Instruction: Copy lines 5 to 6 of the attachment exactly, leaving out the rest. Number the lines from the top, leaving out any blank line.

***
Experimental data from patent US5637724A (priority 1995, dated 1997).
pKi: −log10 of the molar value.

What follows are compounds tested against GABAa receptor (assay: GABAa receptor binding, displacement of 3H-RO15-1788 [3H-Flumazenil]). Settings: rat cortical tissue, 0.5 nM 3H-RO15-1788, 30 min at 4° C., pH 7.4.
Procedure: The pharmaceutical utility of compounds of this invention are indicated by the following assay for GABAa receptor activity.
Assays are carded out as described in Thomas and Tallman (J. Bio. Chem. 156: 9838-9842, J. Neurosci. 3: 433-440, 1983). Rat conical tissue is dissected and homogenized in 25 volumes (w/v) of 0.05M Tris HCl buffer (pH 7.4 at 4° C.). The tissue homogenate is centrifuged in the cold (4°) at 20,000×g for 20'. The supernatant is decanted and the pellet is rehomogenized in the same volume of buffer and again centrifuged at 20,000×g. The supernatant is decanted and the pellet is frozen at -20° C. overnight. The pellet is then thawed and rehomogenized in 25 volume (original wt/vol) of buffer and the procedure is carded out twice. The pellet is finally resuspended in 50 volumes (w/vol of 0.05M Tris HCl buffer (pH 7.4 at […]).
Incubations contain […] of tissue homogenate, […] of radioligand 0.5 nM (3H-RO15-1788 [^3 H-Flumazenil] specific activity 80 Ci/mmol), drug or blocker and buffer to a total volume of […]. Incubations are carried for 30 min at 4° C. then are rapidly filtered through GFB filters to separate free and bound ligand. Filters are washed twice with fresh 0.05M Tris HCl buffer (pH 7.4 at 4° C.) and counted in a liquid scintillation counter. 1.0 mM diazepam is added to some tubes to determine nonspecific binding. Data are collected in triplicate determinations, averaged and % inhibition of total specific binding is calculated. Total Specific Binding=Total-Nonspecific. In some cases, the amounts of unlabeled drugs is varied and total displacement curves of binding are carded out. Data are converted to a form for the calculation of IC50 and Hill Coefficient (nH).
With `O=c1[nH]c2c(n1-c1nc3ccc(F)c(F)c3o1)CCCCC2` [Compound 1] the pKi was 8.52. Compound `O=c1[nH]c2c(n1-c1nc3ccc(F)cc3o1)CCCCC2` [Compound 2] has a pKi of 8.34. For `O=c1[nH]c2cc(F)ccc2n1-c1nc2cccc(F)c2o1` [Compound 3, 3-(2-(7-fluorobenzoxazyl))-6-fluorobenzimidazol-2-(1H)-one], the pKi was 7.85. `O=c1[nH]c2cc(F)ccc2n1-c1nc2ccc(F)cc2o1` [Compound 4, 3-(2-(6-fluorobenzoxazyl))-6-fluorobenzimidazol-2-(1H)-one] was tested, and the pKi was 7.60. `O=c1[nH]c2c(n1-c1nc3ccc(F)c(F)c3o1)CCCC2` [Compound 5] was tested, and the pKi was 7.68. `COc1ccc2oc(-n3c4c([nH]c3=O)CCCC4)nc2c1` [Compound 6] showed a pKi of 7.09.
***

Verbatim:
Assays are carded out as described in Thomas and Tallman (J. Bio. Chem. 156: 9838-9842, J. Neurosci. 3: 433-440, 1983). Rat conical tissue is dissected and homogenized in 25 volumes (w/v) of 0.05M Tris HCl buffer (pH 7.4 at 4° C.). The tissue homogenate is centrifuged in the cold (4°) at 20,000×g for 20'. The supernatant is decanted and the pellet is rehomogenized in the same volume of buffer and again centrifuged at 20,000×g. The supernatant is decanted and the pellet is frozen at -20° C. overnight. The pellet is then thawed and rehomogenized in 25 volume (original wt/vol) of buffer and the procedure is carded out twice. The pellet is finally resuspended in 50 volumes (w/vol of 0.05M Tris HCl buffer (pH 7.4 at […]).
Incubations contain […] of tissue homogenate, […] of radioligand 0.5 nM (3H-RO15-1788 [^3 H-Flumazenil] specific activity 80 Ci/mmol), drug or blocker and buffer to a total volume of […]. Incubations are carried for 30 min at 4° C. then are rapidly filtered through GFB filters to separate free and bound ligand. Filters are washed twice with fresh 0.05M Tris HCl buffer (pH 7.4 at 4° C.) and counted in a liquid scintillation counter. 1.0 mM diazepam is added to some tubes to determine nonspecific binding. Data are collected in triplicate determinations, averaged and % inhibition of total specific binding is calculated. Total Specific Binding=Total-Nonspecific. In some cases, the amounts of unlabeled drugs is varied and total displacement curves of binding are carded out. Data are converted to a form for the calculation of IC50 and Hill Coefficient (nH).